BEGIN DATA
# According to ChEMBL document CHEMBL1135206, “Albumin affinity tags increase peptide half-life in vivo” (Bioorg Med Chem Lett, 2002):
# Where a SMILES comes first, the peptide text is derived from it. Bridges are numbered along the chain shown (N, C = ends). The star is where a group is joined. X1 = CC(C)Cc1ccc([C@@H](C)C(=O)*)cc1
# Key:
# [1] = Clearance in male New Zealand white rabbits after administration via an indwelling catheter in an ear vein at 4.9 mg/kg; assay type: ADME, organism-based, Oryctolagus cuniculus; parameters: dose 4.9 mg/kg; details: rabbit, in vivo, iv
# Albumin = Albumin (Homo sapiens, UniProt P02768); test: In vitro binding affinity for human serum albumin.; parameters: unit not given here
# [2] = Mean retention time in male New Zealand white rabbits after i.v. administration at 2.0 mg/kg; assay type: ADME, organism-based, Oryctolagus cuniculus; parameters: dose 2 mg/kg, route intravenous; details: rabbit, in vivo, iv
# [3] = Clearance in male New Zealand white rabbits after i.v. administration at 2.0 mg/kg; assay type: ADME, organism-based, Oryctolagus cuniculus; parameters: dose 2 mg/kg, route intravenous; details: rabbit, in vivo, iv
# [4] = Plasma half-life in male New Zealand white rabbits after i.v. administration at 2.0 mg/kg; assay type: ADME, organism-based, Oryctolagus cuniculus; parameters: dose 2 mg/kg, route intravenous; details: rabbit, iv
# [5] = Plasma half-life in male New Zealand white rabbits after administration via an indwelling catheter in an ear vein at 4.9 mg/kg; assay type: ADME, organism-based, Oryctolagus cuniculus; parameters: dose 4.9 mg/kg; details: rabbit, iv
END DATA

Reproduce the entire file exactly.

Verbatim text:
# According to ChEMBL document CHEMBL1135206, “Albumin affinity tags increase peptide half-life in vivo” (Bioorg Med Chem Lett, 2002):
# Where a SMILES comes first, the peptide text is derived from it. Bridges are numbered along the chain shown (N, C = ends). The star is where a group is joined. X1 = CC(C)Cc1ccc([C@@H](C)C(=O)*)cc1
# Key:
# [1] = Clearance in male New Zealand white rabbits after administration via an indwelling catheter in an ear vein at 4.9 mg/kg; assay type: ADME, organism-based, Oryctolagus cuniculus; parameters: dose 4.9 mg/kg; details: rabbit, in vivo, iv
# Albumin = Albumin (Homo sapiens, UniProt P02768); test: In vitro binding affinity for human serum albumin.; parameters: unit not given here
# [2] = Mean retention time in male New Zealand white rabbits after i.v. administration at 2.0 mg/kg; assay type: ADME, organism-based, Oryctolagus cuniculus; parameters: dose 2 mg/kg, route intravenous; details: rabbit, in vivo, iv
# [3] = Clearance in male New Zealand white rabbits after i.v. administration at 2.0 mg/kg; assay type: ADME, organism-based, Oryctolagus cuniculus; parameters: dose 2 mg/kg, route intravenous; details: rabbit, in vivo, iv
# [4] = Plasma half-life in male New Zealand white rabbits after i.v. administration at 2.0 mg/kg; assay type: ADME, organism-based, Oryctolagus cuniculus; parameters: dose 2 mg/kg, route intravenous; details: rabbit, iv
# [5] = Plasma half-life in male New Zealand white rabbits after administration via an indwelling catheter in an ear vein at 4.9 mg/kg; assay type: ADME, organism-based, Oryctolagus cuniculus; parameters: dose 4.9 mg/kg; details: rabbit, iv